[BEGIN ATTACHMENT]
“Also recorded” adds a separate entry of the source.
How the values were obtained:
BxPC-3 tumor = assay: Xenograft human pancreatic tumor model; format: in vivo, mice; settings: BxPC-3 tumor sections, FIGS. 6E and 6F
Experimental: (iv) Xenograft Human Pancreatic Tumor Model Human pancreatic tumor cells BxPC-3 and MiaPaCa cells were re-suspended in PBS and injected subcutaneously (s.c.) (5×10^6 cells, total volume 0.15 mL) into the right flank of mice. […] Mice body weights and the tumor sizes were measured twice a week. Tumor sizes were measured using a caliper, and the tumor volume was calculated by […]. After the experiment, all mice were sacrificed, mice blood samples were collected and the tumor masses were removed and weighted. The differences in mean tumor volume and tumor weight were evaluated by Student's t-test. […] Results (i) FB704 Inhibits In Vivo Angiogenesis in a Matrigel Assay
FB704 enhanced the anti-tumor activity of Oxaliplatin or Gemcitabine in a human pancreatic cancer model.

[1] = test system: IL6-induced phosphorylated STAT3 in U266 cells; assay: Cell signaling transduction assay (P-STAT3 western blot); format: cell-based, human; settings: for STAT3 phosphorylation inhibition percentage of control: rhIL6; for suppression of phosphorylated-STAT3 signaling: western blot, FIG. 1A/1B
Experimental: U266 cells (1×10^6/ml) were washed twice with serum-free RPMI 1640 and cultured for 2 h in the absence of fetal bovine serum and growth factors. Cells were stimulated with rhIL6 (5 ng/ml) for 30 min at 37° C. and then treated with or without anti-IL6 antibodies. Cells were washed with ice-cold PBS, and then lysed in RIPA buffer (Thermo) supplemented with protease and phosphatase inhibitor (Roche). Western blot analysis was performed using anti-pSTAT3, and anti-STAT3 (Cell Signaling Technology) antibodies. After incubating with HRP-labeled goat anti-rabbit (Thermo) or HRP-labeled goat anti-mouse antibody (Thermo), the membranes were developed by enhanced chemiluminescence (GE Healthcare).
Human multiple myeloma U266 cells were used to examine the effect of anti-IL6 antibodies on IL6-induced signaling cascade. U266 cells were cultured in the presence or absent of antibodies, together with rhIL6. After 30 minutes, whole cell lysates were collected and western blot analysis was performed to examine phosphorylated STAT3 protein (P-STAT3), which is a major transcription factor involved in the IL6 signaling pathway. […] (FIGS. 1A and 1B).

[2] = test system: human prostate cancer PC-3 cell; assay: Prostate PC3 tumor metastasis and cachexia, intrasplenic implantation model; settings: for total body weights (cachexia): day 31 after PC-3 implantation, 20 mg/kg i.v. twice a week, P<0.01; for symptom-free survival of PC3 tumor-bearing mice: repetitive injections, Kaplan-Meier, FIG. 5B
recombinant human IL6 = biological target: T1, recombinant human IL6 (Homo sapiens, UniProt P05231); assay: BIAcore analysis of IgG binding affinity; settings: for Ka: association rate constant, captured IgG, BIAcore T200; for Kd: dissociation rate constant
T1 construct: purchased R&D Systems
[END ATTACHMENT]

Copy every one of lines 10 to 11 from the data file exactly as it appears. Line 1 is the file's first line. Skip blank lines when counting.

recombinant human IL6 = biological target: T1, recombinant human IL6 (Homo sapiens, UniProt P05231); assay: BIAcore analysis of IgG binding affinity; settings: for Ka: association rate constant, captured IgG, BIAcore T200; for Kd: dissociation rate constant
T1 construct: purchased R&D Systems